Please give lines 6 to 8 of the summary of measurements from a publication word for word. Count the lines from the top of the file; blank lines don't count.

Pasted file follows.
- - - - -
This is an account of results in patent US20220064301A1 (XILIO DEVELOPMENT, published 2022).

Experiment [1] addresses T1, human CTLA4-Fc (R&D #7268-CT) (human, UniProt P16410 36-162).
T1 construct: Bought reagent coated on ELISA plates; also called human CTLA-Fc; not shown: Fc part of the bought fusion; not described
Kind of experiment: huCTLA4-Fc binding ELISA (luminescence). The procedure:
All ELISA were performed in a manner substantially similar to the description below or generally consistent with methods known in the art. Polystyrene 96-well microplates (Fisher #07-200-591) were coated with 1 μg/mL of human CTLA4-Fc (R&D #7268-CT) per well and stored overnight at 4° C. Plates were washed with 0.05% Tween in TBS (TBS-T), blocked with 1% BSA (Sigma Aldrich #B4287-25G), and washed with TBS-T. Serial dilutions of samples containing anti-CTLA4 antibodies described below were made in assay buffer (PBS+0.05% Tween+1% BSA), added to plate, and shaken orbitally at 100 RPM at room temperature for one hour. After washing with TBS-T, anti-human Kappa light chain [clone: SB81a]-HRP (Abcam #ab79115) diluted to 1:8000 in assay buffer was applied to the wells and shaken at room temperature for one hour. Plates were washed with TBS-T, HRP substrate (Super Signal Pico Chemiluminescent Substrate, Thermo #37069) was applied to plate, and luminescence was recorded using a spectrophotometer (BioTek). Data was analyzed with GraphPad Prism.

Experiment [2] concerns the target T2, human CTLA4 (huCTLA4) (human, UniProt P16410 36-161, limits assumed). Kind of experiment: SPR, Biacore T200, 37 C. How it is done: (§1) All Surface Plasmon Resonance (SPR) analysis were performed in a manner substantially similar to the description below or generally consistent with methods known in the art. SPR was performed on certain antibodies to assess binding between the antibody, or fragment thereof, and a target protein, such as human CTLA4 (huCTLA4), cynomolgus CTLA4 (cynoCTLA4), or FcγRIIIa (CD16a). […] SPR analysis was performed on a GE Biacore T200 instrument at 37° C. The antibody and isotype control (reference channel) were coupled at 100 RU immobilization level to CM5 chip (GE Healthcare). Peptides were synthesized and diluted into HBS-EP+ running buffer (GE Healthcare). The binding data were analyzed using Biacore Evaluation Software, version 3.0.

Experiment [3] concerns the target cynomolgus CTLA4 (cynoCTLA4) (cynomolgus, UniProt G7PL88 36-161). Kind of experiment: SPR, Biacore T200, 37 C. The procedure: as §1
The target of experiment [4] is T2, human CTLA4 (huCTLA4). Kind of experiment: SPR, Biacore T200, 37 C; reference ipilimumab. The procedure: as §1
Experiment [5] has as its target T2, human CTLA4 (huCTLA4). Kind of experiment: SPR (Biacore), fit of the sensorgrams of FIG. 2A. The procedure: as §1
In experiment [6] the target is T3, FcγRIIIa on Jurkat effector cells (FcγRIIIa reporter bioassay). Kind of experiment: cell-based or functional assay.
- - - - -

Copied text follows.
Experiment [2] concerns the target T2, human CTLA4 (huCTLA4) (human, UniProt P16410 36-161, limits assumed). Kind of experiment: SPR, Biacore T200, 37 C. How it is done: (§1) All Surface Plasmon Resonance (SPR) analysis were performed in a manner substantially similar to the description below or generally consistent with methods known in the art. SPR was performed on certain antibodies to assess binding between the antibody, or fragment thereof, and a target protein, such as human CTLA4 (huCTLA4), cynomolgus CTLA4 (cynoCTLA4), or FcγRIIIa (CD16a). […] SPR analysis was performed on a GE Biacore T200 instrument at 37° C. The antibody and isotype control (reference channel) were coupled at 100 RU immobilization level to CM5 chip (GE Healthcare). Peptides were synthesized and diluted into HBS-EP+ running buffer (GE Healthcare). The binding data were analyzed using Biacore Evaluation Software, version 3.0.

Experiment [3] concerns the target cynomolgus CTLA4 (cynoCTLA4) (cynomolgus, UniProt G7PL88 36-161). Kind of experiment: SPR, Biacore T200, 37 C. The procedure: as §1
The target of experiment [4] is T2, human CTLA4 (huCTLA4). Kind of experiment: SPR, Biacore T200, 37 C; reference ipilimumab. The procedure: as §1